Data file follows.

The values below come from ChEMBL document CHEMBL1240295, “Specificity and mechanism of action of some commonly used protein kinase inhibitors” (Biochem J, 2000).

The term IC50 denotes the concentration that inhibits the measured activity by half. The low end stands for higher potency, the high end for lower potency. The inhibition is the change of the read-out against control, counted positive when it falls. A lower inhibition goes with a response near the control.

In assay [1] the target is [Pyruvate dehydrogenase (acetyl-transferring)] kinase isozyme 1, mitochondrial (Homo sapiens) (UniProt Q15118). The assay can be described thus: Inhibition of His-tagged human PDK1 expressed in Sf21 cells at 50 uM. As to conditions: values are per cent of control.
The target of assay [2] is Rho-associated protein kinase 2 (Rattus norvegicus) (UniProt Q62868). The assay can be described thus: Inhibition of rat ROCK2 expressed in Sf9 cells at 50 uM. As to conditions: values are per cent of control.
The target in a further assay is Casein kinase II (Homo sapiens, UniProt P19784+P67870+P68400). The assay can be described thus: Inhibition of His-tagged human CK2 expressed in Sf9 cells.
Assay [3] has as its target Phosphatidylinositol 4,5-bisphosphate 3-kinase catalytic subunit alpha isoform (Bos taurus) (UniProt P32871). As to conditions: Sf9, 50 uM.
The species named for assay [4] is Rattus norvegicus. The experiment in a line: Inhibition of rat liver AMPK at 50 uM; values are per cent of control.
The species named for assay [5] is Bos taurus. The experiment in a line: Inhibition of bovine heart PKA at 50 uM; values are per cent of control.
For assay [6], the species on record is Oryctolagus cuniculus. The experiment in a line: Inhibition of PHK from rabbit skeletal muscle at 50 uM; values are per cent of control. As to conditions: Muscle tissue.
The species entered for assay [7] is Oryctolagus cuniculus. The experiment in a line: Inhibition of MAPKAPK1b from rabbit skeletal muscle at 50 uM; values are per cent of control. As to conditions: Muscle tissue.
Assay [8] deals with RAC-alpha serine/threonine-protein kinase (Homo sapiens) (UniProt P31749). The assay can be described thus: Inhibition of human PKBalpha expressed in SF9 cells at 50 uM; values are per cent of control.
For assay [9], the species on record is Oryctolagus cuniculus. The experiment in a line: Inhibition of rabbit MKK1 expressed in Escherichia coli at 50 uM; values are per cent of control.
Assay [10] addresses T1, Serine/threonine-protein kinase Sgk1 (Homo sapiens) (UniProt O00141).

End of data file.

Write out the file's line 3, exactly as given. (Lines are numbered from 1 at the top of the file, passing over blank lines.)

In assay [1] the target is [Pyruvate dehydrogenase (acetyl-transferring)] kinase isozyme 1, mitochondrial (Homo sapiens) (UniProt Q15118). The assay can be described thus: Inhibition of His-tagged human PDK1 expressed in Sf21 cells at 50 uM. As to conditions: values are per cent of control.